New Left Terrorism in Latin America[edit]

The leaflet bomb has been relatively popular in Latin America with several recorded uses of various groups advocating political violence and using terrorist tactics.

In the 1980s the FMLN in El Salvador used this technology under the name of 'propaganda bomb'. It was one of the "favorite tactics" of its urban militia groups and preferable used in public places like markets or public parks.[9] The design of the bomb was adapted to the local environment in that it

"consisted of a cardboard box with a small, low-power explosive underneath a large number of propaganda leaflets. The explosive was set off by a homemade time igniter. The box was disguised to look like any ordinary package or box that might be carried by someone going or returning from a trip to the marketplace."[10]

The use of leaflet bombs played a part in the FMLN:s recruitment process known to them as fogueo - which meant to experience fire or fire-harden something - which was the process by which the recruits "were toughened and the weak and fainthearted were weeded out". The fogueo process was

"a very carefully designed program of increasingly risky operations in support of the guerilla movement. As the candidates successfully completed each operation, it gave them confidence to carry out the next danger level of operation until they became full-fledged guerilla combatants."[11]

This process began with low-level information-gathering and propgandan activities in support of FMLN where the culminating activity before being ready for "combat military activity" could be the making and exploding of a leaflet bomb.[12]

In Honduras the Popular Movement for Liberation (MPL) and Morazanist Patriotic Front (FPM) have also used propaganda bombs during the 1990s.[13]

In Ecuador several terrorist group have used leaflet bombs. The Revolutionary Armed Corps (CAR) was according to the Ecudorian police "an extreme leftist group" which is only known for one attempted attack on February 20, 2001 when a leaflet bomb containing 150 pamphlets was discovered and successfully defused by the police.[14] The communist Group of Popular Combatants (GCP) has on several occasions during 2001-2005 used leaflet bombs. In 2001 it was blamed by authorities for a pamphlet bomb and later the same year the group claimed responsibility for detonating a pamphlet bomb in downtown Quito that let out hundreds of pamphlets protesting against Plan Colombia.[15] In 2002 The Revolutionary Armed Forces of Ecuador set off a leaflet bomb in a McDonald’s restaurant in Guayaquil that injured three people and caused severe damage to the property.


  1. ^ Garnett 1947:189-190, Willey 2002:55
  2. ^ Leitenberg 1998
  3. ^ Weinberg et al. 2004:786
  4. ^ Rapoport 1994
  5. ^ Bell 1985:144
  6. ^ Houston 2004:635-637
  7. ^ Ngami 1976:39
  8. ^ Quoted in Ngami 1976:44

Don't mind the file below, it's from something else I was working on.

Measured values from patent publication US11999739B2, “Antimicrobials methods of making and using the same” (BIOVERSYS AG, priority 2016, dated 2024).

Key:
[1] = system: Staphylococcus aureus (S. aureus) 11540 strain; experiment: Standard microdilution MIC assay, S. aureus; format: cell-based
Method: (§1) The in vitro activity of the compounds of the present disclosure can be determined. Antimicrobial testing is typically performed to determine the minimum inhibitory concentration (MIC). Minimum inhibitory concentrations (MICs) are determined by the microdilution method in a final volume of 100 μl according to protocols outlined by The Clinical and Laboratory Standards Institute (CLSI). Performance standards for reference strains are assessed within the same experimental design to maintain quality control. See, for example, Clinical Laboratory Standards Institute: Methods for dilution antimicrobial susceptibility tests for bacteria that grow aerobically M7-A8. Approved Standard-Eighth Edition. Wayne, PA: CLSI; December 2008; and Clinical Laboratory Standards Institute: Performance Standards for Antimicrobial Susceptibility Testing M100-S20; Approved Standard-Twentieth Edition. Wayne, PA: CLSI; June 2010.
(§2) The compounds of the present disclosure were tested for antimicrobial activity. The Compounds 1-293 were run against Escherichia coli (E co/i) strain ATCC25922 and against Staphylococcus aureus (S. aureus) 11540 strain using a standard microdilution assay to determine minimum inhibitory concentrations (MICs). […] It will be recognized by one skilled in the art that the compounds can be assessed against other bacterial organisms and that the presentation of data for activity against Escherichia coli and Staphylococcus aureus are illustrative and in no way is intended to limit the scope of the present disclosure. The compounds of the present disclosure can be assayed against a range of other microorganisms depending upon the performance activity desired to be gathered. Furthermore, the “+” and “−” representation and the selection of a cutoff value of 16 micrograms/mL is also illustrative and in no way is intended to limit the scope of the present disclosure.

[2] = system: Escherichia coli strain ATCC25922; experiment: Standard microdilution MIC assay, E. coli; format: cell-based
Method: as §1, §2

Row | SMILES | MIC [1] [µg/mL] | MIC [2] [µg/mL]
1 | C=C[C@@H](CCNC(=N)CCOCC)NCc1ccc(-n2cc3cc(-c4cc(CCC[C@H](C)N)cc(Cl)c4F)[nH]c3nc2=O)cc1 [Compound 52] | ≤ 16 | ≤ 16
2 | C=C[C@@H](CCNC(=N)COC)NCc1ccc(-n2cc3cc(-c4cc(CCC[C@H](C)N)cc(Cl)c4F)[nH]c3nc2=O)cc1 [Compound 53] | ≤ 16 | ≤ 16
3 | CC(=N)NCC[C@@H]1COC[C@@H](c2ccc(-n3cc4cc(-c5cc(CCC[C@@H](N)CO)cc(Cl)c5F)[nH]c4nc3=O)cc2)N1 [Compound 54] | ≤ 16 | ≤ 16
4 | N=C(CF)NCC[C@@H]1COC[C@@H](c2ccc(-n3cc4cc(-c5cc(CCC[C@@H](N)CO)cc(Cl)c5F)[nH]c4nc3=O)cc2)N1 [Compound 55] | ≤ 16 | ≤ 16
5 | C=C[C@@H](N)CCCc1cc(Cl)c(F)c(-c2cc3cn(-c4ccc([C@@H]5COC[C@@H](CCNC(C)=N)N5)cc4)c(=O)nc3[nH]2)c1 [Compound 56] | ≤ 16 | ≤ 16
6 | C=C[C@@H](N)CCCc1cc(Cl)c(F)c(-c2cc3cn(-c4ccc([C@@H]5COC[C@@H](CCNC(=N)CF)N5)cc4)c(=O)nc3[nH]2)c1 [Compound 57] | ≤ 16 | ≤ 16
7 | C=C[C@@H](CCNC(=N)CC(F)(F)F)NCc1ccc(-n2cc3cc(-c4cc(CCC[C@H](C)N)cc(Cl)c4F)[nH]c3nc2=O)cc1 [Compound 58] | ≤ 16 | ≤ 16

9. ^ Bracamonte & Spencer, 1995:68
  10. ^ Bracamonte & Spencer, 1995:68-69
  11. ^ Bracamonte & Spencer, 1995:70
  12. ^ Bracamonte & Spencer, 1995:70
  13. ^ Weinberg & Pedahzur, 2004:135-136; MIPT knowledge base,
  14. ^
  15. ^ United States Department of State Office of the Coordinator for Counterterrorism, Country Reports on Terrorism 2005 (2006), 165.


  • Bell, J. Bowyer (1977), Terror Out of Zion: The Fight fort Israeli Independence 1929-1949: Irgun Zvai Leumi, Lehi and the Palestine Underground, The Academy Press Dublin . SINGLE-AUTHORED BOOK
  • Garnett, David A. (1947), The Secret History of PWE: The Political Warfare Executive 1939-1945, St Ermins Press. 2002.AUTHOR DATE DIFFERENT FROM PUBLICATION
  • Houston, Gregory (2004), "The Post-Rivonia ANC/SACP Underground", in The Road to Democracy in South Africa. Vol 1. (1960-1970) South African Democracy Education Trust. Zebra Press. ARTICLE/CHAPTER IN ANTHOLOGY
  • Leitenberg, Milton (1998), "New Russian Evidence on the Korean War Biological Warfare Allegations: background and analysis", Cold War International History Project Bulletin, 11 (4), pp. 185–199 . ARTICLE IN JOURNAL
  • Moroni Bracamonte, José Angel; Spencer, David (1995), Strategy and Tactics of the Salvadoran FMLN Guerillas: Last Battle of the Cold War, Blueprint for Future Conflicts, Praeger Publishers . TWO AUTHORS
  • Ngani, Jethro (1976), "Voice of Freedom", Sechaba, 10 (4), pp. 38–44 .
  • Willey, Scott A (2002), "Secret Squadrons of the Eigth", Air Power History, 49 (3), pp. 54–55 .
  • United States Department of State (2006)Country Reports on Terrorism 2005. United States Department of State: Office of the Coordinator for Counterterrorism.
  • Weinberg, Leonard, Ami Pedahzur & Sivan Hirsch-Hoefler (2004) ”The Challenges of Conceptualizing Terrorism”, Terrorism and Political Violence, 16(4), 777-794.
  • Weinberg, Leonard B.; Pedahzur, Ami (2004), Political Parties and Terrorist Groups, Taylor & Francis Group .